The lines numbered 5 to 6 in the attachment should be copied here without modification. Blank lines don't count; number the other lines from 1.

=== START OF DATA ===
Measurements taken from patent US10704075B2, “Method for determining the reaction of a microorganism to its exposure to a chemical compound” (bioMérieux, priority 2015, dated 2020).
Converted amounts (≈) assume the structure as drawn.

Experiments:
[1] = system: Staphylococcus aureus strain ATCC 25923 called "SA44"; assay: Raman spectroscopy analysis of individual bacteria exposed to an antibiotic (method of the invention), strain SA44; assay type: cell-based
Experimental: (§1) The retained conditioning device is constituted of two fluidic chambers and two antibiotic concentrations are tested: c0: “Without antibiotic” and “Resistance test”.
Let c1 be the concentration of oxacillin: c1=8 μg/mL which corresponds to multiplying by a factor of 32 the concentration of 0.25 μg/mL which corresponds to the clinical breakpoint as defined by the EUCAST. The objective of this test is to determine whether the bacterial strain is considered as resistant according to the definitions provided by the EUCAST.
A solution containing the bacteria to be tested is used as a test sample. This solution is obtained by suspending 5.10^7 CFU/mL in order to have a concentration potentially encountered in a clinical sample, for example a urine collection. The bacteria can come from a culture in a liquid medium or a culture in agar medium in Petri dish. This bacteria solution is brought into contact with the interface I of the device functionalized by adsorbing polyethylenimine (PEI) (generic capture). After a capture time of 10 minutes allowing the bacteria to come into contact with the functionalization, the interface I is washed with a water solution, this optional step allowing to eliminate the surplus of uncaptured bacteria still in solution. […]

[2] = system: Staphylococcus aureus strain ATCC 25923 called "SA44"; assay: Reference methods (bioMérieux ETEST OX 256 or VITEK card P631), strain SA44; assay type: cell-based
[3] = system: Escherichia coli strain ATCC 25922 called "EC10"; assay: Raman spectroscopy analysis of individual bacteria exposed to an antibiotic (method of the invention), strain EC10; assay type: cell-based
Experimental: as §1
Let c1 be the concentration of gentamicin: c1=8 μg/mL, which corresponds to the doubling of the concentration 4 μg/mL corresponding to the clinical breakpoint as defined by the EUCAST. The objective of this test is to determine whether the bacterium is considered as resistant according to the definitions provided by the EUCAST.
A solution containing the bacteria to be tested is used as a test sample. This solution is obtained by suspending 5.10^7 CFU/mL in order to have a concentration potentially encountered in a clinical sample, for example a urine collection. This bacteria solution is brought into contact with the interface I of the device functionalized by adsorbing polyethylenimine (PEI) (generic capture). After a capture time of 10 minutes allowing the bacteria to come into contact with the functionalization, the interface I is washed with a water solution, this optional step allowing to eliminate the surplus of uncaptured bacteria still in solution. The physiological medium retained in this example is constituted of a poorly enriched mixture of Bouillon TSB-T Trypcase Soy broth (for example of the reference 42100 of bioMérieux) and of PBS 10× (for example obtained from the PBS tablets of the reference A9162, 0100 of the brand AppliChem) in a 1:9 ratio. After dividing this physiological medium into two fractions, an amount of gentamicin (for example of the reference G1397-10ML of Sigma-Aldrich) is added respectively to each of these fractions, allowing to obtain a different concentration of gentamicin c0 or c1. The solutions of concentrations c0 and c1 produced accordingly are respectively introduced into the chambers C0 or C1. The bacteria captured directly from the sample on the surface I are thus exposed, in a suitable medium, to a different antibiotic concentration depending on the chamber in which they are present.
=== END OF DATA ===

Experimental: (§1) The retained conditioning device is constituted of two fluidic chambers and two antibiotic concentrations are tested: c0: “Without antibiotic” and “Resistance test”.
Let c1 be the concentration of oxacillin: c1=8 μg/mL which corresponds to multiplying by a factor of 32 the concentration of 0.25 μg/mL which corresponds to the clinical breakpoint as defined by the EUCAST. The objective of this test is to determine whether the bacterial strain is considered as resistant according to the definitions provided by the EUCAST.